would reign (Angstrom 2000: 31).
Deutsch (1953) and Huntington (1968), for instance, have argued that economic development
nurtures political harmony, generates the condition for subordinate ethnic groups to thrive and
decreases the influence of insular ethnic attachments. This particular argument can be validated
by the case of ethnically diverse Mauritius, for example: one of the few African countries to
have achieved relatively rapid economic growth and managed to avoid large-scale inter-ethnic
violence through a combination of economic development and hegemonic political projects that
have extinguished the potency of ethnopolitical mobilization, according to Sriskandarajah (2005:
63 & 69).
By the 1970s, conflictual modernization theory emerged to advocate that development is in
fact a cause of conflict instead of enabling peace, in opposition to what melting-pot theorists
had previously proposed. From this perspective, development and modernization imply increased
economic growth that will most likely not be sufficient nor be equally distributed, as such increas-
ing issues over which different ethnic groups may disagree [see Scarritt & McMillan (1995); Uvin
(1998); Mousseau (2001)].
Some North African countries for example may have had reasonable growth rates during the
past decade - as suggested by some recent International Monetary Fund and World Bank reports
(see: IMF.org; World Bank.org, online). But across the society in those countries, economic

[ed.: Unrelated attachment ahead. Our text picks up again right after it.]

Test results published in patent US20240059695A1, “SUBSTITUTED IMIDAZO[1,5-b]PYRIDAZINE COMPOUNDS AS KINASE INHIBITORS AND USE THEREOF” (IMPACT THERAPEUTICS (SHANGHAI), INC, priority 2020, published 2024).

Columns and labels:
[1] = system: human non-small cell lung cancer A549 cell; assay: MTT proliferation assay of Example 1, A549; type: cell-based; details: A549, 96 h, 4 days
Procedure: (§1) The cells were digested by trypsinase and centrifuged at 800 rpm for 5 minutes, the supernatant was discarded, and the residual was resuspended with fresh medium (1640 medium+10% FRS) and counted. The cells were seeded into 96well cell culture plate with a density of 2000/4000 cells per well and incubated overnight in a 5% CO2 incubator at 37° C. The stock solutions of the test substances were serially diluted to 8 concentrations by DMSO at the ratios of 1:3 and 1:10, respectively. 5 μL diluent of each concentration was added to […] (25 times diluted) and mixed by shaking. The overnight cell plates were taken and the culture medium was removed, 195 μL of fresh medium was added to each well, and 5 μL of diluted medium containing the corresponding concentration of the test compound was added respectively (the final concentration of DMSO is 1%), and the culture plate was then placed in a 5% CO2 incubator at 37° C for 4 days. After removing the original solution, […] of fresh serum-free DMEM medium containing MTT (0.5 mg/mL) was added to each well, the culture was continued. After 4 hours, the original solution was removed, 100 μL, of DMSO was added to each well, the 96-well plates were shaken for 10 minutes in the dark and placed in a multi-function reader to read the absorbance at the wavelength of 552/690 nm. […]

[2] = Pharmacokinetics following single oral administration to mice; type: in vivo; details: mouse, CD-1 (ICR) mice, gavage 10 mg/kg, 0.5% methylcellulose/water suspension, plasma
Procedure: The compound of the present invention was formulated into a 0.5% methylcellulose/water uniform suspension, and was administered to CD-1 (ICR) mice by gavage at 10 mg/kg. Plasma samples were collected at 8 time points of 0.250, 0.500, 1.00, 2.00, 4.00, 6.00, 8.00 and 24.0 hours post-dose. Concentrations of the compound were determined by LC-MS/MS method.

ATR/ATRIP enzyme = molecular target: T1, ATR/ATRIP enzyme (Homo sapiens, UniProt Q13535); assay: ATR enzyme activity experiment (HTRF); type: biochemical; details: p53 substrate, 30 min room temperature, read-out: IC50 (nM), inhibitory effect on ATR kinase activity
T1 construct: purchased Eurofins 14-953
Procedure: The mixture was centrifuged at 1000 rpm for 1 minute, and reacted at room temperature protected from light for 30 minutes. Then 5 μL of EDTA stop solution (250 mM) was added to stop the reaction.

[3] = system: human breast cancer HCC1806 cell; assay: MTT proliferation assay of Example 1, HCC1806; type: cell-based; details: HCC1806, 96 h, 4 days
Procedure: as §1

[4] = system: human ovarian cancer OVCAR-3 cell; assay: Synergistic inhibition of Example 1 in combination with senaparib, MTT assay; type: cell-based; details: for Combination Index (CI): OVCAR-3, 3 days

growth has mostly not been inclusive: only partial modernization occurred because of many state
institutions being inefficient in conveying the full advantages of that growth to a broader segment

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of people [see Posner (2005)]. And this is the kind of situation that can most likely trigger a
sense of social exclusion and eventually ethnic tensions - hence emphasizing the critical role
that ethnicity is made to play in the violent mobilization of passions and interests in response to
chronic inequities in economic opportunity, social protection and political influence (Picciotto
2010: 22).
Ethnically diverse developing countries feature prominently on the list of countries that have
suffered from civil war and insurgency in recent decades, according to Sriskandarajah (2005:
63). Horowitz (2000) for his part considers tensions arising from ethnic diversity to have been
the principal trigger of genocide in Rwanda, violent riots in the Democratic Republic of Congo,
civilian mass killings in Burundi, army killings in Uganda and repeated hostilities in Chad -
that have occurred during the last two decades of the 20th century. Such a state-of-affairs has
inevitably influenced many scholars - such as Easterly & Levine (1997), Lian & Oneal (1997)
and Alesina, Baqir & Easterly (1999) - to hypothesize that ethnic divisions suppress public goods
and cooperation and, as such, constitute a major obstacle to development and growth. From the